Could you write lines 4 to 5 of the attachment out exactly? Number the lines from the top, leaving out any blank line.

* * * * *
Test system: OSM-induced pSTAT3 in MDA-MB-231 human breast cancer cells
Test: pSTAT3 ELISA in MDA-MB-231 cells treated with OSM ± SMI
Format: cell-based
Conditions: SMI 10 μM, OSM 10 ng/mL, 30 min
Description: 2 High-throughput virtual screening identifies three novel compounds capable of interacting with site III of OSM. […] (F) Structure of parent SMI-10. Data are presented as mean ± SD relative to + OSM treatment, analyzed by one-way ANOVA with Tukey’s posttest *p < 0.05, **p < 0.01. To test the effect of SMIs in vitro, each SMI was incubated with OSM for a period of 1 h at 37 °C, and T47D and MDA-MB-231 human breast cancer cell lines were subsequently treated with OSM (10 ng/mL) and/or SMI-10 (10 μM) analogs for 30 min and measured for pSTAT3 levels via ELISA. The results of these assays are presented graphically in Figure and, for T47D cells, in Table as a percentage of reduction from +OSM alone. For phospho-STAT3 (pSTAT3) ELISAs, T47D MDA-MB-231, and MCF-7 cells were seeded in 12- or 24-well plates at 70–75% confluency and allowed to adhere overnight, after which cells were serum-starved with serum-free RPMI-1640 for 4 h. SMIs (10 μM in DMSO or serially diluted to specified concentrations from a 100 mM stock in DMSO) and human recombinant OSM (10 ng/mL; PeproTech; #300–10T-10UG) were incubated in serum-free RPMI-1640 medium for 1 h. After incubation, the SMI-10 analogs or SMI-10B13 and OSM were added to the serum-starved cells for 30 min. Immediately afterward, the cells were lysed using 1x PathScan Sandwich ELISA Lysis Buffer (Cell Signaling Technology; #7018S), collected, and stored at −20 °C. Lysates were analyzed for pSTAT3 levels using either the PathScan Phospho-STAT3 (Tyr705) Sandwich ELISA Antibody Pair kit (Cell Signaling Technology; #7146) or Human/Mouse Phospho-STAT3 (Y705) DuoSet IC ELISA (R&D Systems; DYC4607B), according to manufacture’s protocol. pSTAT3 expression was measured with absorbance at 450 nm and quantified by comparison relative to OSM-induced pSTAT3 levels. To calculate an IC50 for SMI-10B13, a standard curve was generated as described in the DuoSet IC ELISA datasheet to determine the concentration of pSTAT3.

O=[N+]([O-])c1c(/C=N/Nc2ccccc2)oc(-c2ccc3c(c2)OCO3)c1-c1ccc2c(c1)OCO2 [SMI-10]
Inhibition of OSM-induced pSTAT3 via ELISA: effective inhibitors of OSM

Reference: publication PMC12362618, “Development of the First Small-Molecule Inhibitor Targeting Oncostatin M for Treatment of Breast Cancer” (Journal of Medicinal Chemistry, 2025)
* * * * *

Conditions: SMI 10 μM, OSM 10 ng/mL, 30 min
Description: 2 High-throughput virtual screening identifies three novel compounds capable of interacting with site III of OSM. […] (F) Structure of parent SMI-10. Data are presented as mean ± SD relative to + OSM treatment, analyzed by one-way ANOVA with Tukey’s posttest *p < 0.05, **p < 0.01. To test the effect of SMIs in vitro, each SMI was incubated with OSM for a period of 1 h at 37 °C, and T47D and MDA-MB-231 human breast cancer cell lines were subsequently treated with OSM (10 ng/mL) and/or SMI-10 (10 μM) analogs for 30 min and measured for pSTAT3 levels via ELISA. The results of these assays are presented graphically in Figure and, for T47D cells, in Table as a percentage of reduction from +OSM alone. For phospho-STAT3 (pSTAT3) ELISAs, T47D MDA-MB-231, and MCF-7 cells were seeded in 12- or 24-well plates at 70–75% confluency and allowed to adhere overnight, after which cells were serum-starved with serum-free RPMI-1640 for 4 h. SMIs (10 μM in DMSO or serially diluted to specified concentrations from a 100 mM stock in DMSO) and human recombinant OSM (10 ng/mL; PeproTech; #300–10T-10UG) were incubated in serum-free RPMI-1640 medium for 1 h. After incubation, the SMI-10 analogs or SMI-10B13 and OSM were added to the serum-starved cells for 30 min. Immediately afterward, the cells were lysed using 1x PathScan Sandwich ELISA Lysis Buffer (Cell Signaling Technology; #7018S), collected, and stored at −20 °C. Lysates were analyzed for pSTAT3 levels using either the PathScan Phospho-STAT3 (Tyr705) Sandwich ELISA Antibody Pair kit (Cell Signaling Technology; #7146) or Human/Mouse Phospho-STAT3 (Y705) DuoSet IC ELISA (R&D Systems; DYC4607B), according to manufacture’s protocol. pSTAT3 expression was measured with absorbance at 450 nm and quantified by comparison relative to OSM-induced pSTAT3 levels. To calculate an IC50 for SMI-10B13, a standard curve was generated as described in the DuoSet IC ELISA datasheet to determine the concentration of pSTAT3.